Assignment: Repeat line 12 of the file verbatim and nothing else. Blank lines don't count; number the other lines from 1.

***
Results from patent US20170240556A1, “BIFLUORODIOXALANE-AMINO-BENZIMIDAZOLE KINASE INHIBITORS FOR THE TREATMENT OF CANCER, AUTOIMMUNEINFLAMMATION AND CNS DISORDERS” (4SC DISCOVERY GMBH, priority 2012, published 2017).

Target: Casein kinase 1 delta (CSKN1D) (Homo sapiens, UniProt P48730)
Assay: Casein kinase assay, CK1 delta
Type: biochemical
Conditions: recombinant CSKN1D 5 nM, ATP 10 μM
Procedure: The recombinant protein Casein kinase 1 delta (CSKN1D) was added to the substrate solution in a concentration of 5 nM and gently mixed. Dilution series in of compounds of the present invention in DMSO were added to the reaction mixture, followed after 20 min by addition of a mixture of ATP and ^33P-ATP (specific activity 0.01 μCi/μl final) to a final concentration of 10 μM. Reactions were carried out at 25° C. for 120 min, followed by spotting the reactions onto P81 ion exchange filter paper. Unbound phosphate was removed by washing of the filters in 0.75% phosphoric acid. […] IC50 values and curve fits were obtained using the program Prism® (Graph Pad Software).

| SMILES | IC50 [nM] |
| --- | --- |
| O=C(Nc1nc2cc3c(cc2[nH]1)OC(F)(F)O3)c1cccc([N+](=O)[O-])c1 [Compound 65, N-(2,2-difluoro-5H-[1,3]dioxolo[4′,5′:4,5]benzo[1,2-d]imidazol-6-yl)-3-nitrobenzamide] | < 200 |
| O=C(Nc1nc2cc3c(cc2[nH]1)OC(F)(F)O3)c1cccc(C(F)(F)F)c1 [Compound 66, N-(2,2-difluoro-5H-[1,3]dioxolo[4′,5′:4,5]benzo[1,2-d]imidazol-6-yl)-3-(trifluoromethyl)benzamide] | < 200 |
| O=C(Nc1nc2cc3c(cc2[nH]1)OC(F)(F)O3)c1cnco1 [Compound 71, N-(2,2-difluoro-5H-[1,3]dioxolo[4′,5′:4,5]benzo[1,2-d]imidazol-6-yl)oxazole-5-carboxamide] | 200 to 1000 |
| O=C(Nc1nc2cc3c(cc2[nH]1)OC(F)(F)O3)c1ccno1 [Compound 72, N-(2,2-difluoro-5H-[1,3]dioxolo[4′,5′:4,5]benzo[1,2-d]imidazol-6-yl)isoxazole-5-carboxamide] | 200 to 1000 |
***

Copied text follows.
| O=C(Nc1nc2cc3c(cc2[nH]1)OC(F)(F)O3)c1ccno1 [Compound 72, N-(2,2-difluoro-5H-[1,3]dioxolo[4′,5′:4,5]benzo[1,2-d]imidazol-6-yl)isoxazole-5-carboxamide] | 200 to 1000 |